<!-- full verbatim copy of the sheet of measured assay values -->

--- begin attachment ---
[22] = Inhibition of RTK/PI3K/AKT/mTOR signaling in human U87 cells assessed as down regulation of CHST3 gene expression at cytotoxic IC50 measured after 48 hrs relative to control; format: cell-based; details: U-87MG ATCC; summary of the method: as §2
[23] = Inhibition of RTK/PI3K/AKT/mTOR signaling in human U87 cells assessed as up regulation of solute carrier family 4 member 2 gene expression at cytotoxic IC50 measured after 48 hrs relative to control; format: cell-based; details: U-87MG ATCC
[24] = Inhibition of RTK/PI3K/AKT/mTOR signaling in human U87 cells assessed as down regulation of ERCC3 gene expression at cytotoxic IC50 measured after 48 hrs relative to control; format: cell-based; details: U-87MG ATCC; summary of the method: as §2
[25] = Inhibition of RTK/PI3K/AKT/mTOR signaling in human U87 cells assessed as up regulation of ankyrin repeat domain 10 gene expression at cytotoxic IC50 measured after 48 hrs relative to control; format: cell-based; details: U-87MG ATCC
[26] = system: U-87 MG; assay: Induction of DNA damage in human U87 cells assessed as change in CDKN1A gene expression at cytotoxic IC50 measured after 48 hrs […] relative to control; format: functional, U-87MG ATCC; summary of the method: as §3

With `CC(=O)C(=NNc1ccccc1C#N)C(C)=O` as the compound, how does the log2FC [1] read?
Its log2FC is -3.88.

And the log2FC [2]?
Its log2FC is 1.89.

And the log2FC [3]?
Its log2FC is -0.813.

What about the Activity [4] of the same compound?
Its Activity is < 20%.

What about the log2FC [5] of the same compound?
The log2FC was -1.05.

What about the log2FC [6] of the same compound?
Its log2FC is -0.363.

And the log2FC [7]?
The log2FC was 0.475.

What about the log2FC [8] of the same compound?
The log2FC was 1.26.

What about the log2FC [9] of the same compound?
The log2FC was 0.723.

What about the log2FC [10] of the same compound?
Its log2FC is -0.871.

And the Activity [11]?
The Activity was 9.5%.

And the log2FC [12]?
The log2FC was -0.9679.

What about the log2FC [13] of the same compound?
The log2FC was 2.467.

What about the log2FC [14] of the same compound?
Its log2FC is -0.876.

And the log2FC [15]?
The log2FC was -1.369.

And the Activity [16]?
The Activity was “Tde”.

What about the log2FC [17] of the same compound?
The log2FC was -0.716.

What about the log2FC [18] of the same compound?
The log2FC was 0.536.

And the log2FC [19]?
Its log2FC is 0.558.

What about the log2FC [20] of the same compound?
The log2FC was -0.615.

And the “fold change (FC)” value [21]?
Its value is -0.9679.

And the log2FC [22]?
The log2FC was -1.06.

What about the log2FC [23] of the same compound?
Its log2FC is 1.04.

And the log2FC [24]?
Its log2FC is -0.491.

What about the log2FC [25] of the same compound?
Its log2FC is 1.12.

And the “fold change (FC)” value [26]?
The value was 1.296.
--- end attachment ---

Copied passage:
[22] = Inhibition of RTK/PI3K/AKT/mTOR signaling in human U87 cells assessed as down regulation of CHST3 gene expression at cytotoxic IC50 measured after 48 hrs relative to control; format: cell-based; details: U-87MG ATCC; summary of the method: as §2
[23] = Inhibition of RTK/PI3K/AKT/mTOR signaling in human U87 cells assessed as up regulation of solute carrier family 4 member 2 gene expression at cytotoxic IC50 measured after 48 hrs relative to control; format: cell-based; details: U-87MG ATCC
[24] = Inhibition of RTK/PI3K/AKT/mTOR signaling in human U87 cells assessed as down regulation of ERCC3 gene expression at cytotoxic IC50 measured after 48 hrs relative to control; format: cell-based; details: U-87MG ATCC; summary of the method: as §2
[25] = Inhibition of RTK/PI3K/AKT/mTOR signaling in human U87 cells assessed as up regulation of ankyrin repeat domain 10 gene expression at cytotoxic IC50 measured after 48 hrs relative to control; format: cell-based; details: U-87MG ATCC
[26] = system: U-87 MG; assay: Induction of DNA damage in human U87 cells assessed as change in CDKN1A gene expression at cytotoxic IC50 measured after 48 hrs […] relative to control; format: functional, U-87MG ATCC; summary of the method: as §3

With `CC(=O)C(=NNc1ccccc1C#N)C(C)=O` as the compound, how does the log2FC [1] read?
Its log2FC is -3.88.

And the log2FC [2]?
Its log2FC is 1.89.

And the log2FC [3]?
Its log2FC is -0.813.

What about the Activity [4] of the same compound?
Its Activity is < 20%.

What about the log2FC [5] of the same compound?
The log2FC was -1.05.

What about the log2FC [6] of the same compound?
Its log2FC is -0.363.

And the log2FC [7]?
The log2FC was 0.475.

What about the log2FC [8] of the same compound?
The log2FC was 1.26.

What about the log2FC [9] of the same compound?
The log2FC was 0.723.

What about the log2FC [10] of the same compound?
Its log2FC is -0.871.

And the Activity [11]?
The Activity was 9.5%.

And the log2FC [12]?
The log2FC was -0.9679.

What about the log2FC [13] of the same compound?
The log2FC was 2.467.

What about the log2FC [14] of the same compound?
Its log2FC is -0.876.

And the log2FC [15]?
The log2FC was -1.369.

And the Activity [16]?
The Activity was “Tde”.

What about the log2FC [17] of the same compound?
The log2FC was -0.716.

What about the log2FC [18] of the same compound?
The log2FC was 0.536.

And the log2FC [19]?
Its log2FC is 0.558.

What about the log2FC [20] of the same compound?
The log2FC was -0.615.

And the “fold change (FC)” value [21]?
Its value is -0.9679.

And the log2FC [22]?
The log2FC was -1.06.

What about the log2FC [23] of the same compound?
Its log2FC is 1.04.

And the log2FC [24]?
Its log2FC is -0.491.

What about the log2FC [25] of the same compound?
Its log2FC is 1.12.

And the “fold change (FC)” value [26]?
The value was 1.296.